Re: Try listening to the real ideas and ignore vitriolic attacks

From: James Rovira <>
Date: Fri Feb 28 2003 - 15:44:47 EST

Well, thanks, 90% of this was substantive reply. Will's gone,
unfortunately, so that leaves me in the position of either speaking for
 him or dropping it. I tend to agree with your opinion of Salinger's
relationship to Buddhism, and of his later work (though I think S:AI is
pretty good stuff while Hapworth is an example of a similar effort gone
awry -- but in S:AI the writer is still being self critical about self
indulgence as a writer), but perhaps Will was referring to the
dedication to S:AI, if I have the right book?

That was one heckuva sentence to wade through.

Your previous reply to Will seemed more to me like 50/50 attack/valid
response, line for line, and I think that's what Will was responding to.

Anyway, I mean the dedication that asks the amateur reader to split the
book four ways with his wife and children? May have been to Raise High
or Nine Stories...the details escape me. Kim knows :). This would be
an appeal to readers. I'd agree Hapworth was authorial self indulgence
-- failure to consider the reader much at all.

If it's any comfort you and Scottie's BSing about Hapworth got me
reading it again. As fiction it's annoying, but as Glass Family Archive
it does indeed give you a lot. Young, horny, 7 year old Seymour almost
confesses to an Oedipal complex that'd really explain his future
relationship with women, though I don't think Salinger was into
psychoanalytic theory...


John Gedsudski wrote:

> jim says:
>> I think the point here would be to listen to, say, Will's real ideas
>> and judge them on their own merit, rather than listening to someone
>> else's misrepresentative attack on them. Even then, of course, the
>> attack can have some merit, but its merit can only be judged if
>> you've listened to the original ideas to begin with.
> Jim, I feel my ideas and responses are real. Moreover, it is difficult
> for me to judge primarily on "their own merit" when the author signs
> every post with an waggish tag-line. Someone who is in such an
> esteemed position of professorship must be careful when prescribing
> "advanced degrees" on others. As if, by default, that makes a person a
> more productive member of the academic distopia they live in. Making
> the lay people without them ignorant, of course.
> The previous discussion on MFA's was a frutiful one, proving how
> hopeless the participants of those programs are, and how hapless the
> people who organize them will always be.
> I've taken issue with a number of the associate professor's comments.
> The bulk of of them have been Salinger-related, and for the often
> charged comments there are so many proverbial wet-blanket posts of
> "this list is turning so nasty" "people are so caustic here on
> bananafish island" or "john g. is such a ornery poster" most of which
> are from people who likely read all of the posts with unbridled
> enthususiasm but as posters have little to say on a regular basis.
> Never have I questioned Will's familiarity of J.D. Salinger's works.
> This is why I am sent reeling when he says 'Salinger later appealed to his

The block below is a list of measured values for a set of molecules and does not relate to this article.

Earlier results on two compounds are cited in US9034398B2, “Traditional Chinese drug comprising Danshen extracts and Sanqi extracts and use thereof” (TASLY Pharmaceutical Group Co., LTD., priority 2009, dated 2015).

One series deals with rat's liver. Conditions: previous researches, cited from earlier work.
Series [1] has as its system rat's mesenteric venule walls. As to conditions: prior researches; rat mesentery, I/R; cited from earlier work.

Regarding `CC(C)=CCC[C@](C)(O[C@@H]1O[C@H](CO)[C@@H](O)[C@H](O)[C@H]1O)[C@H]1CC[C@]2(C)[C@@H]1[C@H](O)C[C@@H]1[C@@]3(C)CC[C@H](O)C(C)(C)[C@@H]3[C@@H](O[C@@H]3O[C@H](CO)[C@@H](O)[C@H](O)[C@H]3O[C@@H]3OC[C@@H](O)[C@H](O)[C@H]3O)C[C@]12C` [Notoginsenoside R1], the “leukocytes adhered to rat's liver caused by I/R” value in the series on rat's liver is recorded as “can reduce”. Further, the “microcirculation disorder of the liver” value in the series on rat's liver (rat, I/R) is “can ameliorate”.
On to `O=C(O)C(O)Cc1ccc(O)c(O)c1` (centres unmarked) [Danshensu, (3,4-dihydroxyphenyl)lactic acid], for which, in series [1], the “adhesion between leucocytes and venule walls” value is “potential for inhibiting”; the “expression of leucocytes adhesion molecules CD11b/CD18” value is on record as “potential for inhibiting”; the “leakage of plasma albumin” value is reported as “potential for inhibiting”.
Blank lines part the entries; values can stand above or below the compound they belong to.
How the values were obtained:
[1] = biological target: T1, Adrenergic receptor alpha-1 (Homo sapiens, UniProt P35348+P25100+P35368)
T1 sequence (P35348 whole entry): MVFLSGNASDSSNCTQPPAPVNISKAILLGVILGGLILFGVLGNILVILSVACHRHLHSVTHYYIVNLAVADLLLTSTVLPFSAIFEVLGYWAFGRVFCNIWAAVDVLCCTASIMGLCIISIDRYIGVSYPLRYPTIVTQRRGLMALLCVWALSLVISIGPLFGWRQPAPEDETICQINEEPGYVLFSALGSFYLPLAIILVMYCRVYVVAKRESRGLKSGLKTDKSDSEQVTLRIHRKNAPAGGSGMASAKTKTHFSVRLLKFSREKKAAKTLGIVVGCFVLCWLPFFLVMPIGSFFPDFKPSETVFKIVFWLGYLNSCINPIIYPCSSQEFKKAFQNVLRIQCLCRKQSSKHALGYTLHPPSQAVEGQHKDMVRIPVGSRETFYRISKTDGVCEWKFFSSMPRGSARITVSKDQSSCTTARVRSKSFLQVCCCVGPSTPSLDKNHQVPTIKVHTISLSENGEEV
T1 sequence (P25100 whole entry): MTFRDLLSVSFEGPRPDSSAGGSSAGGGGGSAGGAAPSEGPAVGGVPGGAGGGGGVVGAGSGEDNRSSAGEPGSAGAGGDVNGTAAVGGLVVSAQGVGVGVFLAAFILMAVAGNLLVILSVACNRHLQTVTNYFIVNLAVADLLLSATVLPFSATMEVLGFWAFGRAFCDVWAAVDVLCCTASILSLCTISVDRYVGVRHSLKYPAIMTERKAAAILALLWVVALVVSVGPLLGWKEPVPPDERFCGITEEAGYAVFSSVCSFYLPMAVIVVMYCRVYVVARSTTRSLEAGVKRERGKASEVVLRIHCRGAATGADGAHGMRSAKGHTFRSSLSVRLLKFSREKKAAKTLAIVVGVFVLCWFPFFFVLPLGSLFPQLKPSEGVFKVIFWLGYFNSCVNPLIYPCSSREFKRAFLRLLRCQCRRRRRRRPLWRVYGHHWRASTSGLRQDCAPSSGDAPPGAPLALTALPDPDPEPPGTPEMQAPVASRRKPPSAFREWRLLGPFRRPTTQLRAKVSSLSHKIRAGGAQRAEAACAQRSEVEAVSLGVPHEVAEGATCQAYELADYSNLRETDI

> readers.' How can he substantiate this? Especially after reading such
> a dissapointment as Seymour:An Introduction, a mawkish and brittle
> piece of literature, and then of course Hapworth 16, 1924, it is clear
> to most not enthralled by the cult of Salinger that the Old Hermit
> turned his back on ALL his readers, even the amateur ones. How can
> there be a supplication with an author who refuses to publish for 40
> years, after a spurious promise of more works? Then the Amazon posting
> in 1994. Playing games, again, what a sicko. Took Ol Roger at GMU for
> a spin though, didn't ya?
> Also, I take issue with the view J.D. Salinger's central myth is art
> not impeded by religion. While the point about family is a good one,
> think how Eastern philosophy dominates all aspects of his later work.
> Art is not impeded by religion, it's saturated by it. While readers
> can witness the seeds of his obsession in the Catcher in the Rye, with
> the short but important scene with Carl Luce, I am glad we have his
> one novel doctrine-free. Surely, that is more I can say about those
> novels-to-be waiting in the wings.
> For a supposed-JD. Salinger-related list, it is disheartening to see
> so many posts of a heartfelt urge to "stop the anger" and "put down
> your arms" as if no productive discourse ever came from conflict.
> Well, I am not under the umbrella of your University-Ingsoc.
> So deal with it.
> Most of the people who take the namby-pamby view are doomed to a life
> of mediocrity anyway, and will never make it through the gauntlet of
> an artist's life. Let them polish those papers, stand on the shoulders
> of giants, and publish those paradigm-theories on literature. Those
> dissertations will never need to be defended again, because life is to
> short to waste precious time on that pedantic anaytical butt-wiping.
> Take a Look through the archives of most posters, finding a kernal of
> knowledge in ANY Great Work for them is like trying to find flea shit
> in a pile of pepper.
> Cordially,
> John Gedsudski
> Adjunct Professor of Sciolism
> Northern Philistia Community College
> 501 Boorish Drive
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Received on Fri Feb 28 15:44:49 2003

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